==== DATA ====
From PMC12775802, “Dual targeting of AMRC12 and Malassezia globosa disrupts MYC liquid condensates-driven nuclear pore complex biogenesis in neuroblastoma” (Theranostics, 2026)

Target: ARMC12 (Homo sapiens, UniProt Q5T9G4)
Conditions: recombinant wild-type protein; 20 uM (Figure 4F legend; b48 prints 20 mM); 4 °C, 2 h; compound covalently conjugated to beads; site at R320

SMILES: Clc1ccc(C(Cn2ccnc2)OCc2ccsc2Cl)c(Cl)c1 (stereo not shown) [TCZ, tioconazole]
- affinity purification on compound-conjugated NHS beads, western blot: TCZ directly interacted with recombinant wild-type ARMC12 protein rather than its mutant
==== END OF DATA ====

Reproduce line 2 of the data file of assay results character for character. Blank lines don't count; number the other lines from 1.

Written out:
Target: ARMC12 (Homo sapiens, UniProt Q5T9G4)